A statement from Hull City Council said: "Inspired by Larkin's poem Days, the ambition is for each day of Hull 2017 to make a difference to a life in the city, the UK and the world."

The council said it expected the events to bring a £60m boost to the local economy in 2017 alone, as well as a longer-term legacy for the city.

Hull Truck The Hull Truck theatre company moved into a £14.5m new home in 2009
The Maritime Museum (right) in Hull Hull is home to the Maritime Museum (right) which explores the seafaring heritage of the city

Hull is already home to the Ferens Art Gallery, which broke visitor records with a Da Vinci exhibition last year, and the Hull Truck theatre company, which became a national force in the 1970s and '80s and moved into a new £14.5m home in 2009.

Philip Larkin Hull's cultural programme will be inspired by the poems of Philip Larkin

The city's plans for 2017 include an opening ceremony involving theatrical elephants, dancing white phone boxes and four "rivers" of light, people and sound flowing into the city.

Hull's annual Freedom Festival will incorporate a special aerial show taking its theme from the last line of Larkin's poem An Arundel Tomb: "What will survive of us is love."

There will also be a stadium sound and light concert that will see lighting designer Durham Marenghi work with 500 dancers on the theme of illusion and fairs.

Phil Redmond added that the panel was "particularly impressed with Hull's evidence of community and creative engagement, their links to the private sector and their focus on legacy, including a commitment to enhance funding beyond 2017".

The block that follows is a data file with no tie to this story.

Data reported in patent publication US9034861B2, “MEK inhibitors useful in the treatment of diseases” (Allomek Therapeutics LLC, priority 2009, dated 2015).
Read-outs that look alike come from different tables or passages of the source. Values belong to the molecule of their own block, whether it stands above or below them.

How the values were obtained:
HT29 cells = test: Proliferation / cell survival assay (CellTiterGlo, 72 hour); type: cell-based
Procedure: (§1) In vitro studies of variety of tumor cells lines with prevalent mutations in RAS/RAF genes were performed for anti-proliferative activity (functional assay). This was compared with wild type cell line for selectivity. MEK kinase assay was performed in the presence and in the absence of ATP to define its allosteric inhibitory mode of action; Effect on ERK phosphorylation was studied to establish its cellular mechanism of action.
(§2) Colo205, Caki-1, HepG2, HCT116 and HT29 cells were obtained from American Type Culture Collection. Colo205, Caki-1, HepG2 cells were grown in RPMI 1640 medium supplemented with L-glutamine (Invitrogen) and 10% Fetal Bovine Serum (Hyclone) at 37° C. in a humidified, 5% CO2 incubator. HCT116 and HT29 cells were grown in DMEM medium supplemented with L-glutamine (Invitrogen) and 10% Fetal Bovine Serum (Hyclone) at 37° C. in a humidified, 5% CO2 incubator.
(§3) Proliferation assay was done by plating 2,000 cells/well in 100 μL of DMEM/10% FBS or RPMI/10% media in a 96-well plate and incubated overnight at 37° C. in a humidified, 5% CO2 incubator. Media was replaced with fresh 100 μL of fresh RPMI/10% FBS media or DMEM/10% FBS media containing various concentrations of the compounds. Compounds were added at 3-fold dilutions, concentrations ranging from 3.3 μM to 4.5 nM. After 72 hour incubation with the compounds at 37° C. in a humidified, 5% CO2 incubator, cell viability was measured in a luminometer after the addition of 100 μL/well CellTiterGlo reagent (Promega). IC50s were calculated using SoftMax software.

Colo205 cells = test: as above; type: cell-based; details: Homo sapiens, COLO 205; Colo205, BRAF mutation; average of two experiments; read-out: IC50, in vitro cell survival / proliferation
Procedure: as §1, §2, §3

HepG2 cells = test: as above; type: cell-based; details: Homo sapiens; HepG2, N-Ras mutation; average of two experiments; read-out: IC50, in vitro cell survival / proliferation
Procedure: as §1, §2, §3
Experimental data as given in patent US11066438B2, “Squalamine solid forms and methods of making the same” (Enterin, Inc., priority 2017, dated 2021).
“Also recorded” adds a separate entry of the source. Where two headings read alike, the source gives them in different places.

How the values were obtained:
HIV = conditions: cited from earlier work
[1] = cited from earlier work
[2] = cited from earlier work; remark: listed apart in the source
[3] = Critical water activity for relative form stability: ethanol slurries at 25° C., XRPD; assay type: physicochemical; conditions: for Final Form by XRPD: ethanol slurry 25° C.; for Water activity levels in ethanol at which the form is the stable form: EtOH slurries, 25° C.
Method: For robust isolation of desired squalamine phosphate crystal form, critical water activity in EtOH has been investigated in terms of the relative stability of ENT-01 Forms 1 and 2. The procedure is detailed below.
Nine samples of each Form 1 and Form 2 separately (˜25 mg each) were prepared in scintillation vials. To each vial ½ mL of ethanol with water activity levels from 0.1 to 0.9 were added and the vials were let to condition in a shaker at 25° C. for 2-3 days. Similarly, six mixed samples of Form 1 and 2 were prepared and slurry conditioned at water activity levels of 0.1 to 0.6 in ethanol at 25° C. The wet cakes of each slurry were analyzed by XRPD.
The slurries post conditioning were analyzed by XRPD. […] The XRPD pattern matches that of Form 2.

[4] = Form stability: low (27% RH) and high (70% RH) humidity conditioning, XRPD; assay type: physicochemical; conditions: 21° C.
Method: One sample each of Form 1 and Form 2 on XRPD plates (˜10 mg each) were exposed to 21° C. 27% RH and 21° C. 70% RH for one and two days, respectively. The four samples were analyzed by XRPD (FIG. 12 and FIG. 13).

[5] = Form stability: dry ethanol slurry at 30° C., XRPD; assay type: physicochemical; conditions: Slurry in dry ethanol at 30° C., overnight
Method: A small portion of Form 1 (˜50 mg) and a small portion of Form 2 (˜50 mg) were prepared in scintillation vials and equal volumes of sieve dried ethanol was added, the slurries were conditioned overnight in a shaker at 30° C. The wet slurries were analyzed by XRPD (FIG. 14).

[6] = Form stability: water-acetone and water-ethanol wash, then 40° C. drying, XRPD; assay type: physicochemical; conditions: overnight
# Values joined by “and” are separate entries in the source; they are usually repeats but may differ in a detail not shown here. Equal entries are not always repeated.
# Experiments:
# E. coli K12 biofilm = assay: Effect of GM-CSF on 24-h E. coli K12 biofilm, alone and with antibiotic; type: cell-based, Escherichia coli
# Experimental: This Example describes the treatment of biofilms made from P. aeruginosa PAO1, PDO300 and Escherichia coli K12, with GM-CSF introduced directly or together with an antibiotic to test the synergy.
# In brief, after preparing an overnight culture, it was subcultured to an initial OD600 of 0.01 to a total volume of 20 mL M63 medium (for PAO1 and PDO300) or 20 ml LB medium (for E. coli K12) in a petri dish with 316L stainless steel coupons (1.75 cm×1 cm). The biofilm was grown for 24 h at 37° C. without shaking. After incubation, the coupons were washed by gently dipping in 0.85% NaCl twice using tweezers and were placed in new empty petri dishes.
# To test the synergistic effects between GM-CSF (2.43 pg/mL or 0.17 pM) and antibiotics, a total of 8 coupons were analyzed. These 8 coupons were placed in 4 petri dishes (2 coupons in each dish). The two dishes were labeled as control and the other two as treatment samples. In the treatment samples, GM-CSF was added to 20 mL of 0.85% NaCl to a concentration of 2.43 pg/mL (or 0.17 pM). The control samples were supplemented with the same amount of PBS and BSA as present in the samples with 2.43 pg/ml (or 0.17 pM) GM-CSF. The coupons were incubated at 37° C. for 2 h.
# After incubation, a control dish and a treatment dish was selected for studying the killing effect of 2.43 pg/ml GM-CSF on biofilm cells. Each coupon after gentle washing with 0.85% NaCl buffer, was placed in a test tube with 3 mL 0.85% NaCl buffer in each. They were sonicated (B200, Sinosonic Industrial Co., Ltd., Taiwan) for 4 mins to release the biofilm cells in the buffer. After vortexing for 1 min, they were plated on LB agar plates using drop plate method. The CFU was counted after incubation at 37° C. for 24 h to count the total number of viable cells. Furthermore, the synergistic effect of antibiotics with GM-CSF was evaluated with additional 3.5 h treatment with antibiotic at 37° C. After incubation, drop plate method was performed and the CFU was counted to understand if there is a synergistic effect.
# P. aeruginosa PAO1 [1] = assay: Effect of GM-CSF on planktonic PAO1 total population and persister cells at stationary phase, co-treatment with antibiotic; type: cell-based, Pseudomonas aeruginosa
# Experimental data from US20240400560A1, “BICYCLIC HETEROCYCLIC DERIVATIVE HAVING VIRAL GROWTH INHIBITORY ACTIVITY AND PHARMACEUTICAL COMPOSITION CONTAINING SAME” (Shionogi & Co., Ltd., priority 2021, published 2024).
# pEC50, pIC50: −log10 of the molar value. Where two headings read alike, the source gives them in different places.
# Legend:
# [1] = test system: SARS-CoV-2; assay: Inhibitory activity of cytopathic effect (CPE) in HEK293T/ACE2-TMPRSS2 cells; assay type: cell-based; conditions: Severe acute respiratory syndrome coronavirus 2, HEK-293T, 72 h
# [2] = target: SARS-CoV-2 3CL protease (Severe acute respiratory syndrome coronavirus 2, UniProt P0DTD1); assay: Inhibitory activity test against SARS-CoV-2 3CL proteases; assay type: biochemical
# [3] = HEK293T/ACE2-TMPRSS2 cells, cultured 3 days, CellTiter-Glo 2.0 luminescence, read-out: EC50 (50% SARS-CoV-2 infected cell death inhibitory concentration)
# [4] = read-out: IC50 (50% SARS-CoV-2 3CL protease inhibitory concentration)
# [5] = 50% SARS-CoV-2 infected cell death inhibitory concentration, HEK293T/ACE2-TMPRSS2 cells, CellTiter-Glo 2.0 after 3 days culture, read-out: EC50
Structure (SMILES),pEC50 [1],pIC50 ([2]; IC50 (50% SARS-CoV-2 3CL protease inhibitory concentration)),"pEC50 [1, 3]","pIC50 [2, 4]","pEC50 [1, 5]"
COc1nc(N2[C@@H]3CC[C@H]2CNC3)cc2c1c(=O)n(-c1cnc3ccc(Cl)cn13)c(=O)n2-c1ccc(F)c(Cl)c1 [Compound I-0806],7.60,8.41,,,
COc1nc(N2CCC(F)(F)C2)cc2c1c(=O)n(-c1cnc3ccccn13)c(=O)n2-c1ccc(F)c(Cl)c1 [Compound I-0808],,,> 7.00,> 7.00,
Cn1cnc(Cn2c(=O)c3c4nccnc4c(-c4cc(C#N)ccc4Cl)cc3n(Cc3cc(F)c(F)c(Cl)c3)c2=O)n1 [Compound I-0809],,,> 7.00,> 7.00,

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  • rate this

    Comment number 718.

    Although I have been living in the US for quite sometime now, I grew up in the wonderful city of Hull. I went to school there and then to Technical College. I have very fond memories of my times in Hull. It's a wonderful city with many wonderful people and of course friends. :-) My most memorable moment was when we made a trip from my junior high school to the Wilberforce museum.

  • rate this

    Comment number 695.

    603. Charlesown
    Wholly agree. I worked in Hull for 6 months on trawler maintenance at St. Andrews Dock in '69. Hull was a spit-and-sawdust, unpretentious place and the people I knew practical, hard-headed and kind. It will have changed a lot in 44 years as all places have. Let's hope the people are largely the same and this award gets the recognition from them it deserves.

  • rate this

    Comment number 689.

    I've always put off going to Hull.Apart from the ferens Art gallery,it hasn't really appealed.And is not easy for me to get to.But I will make a huge effort in/after 2017 to see for myself.

    (I've already visited Swansea and Leicester(and most cities/large towns in UK) and found plenty to see/do.)
    Well done Hull!

  • rate this

    Comment number 612.

    I'm a Leicester lad and would have loved us to have won this award as I am proud of our little city and a little boost would have gone a long way.

    The further the money goes away from London the better spread the culture wealth

  • rate this

    Comment number 603.

    As an ex resident of Hull I'm 'dead chuffed' for the city. Like many of it's northern counterparts it has suffered badly particularly since the end of trawling. Will certainly make the effort to revisit Hull next year & enjoy what it has to offer.
    As an aside I worked as a 'Sparks' on trawlers and sincerly believe the deckhands that I sailed with were the 'salt of the earth'.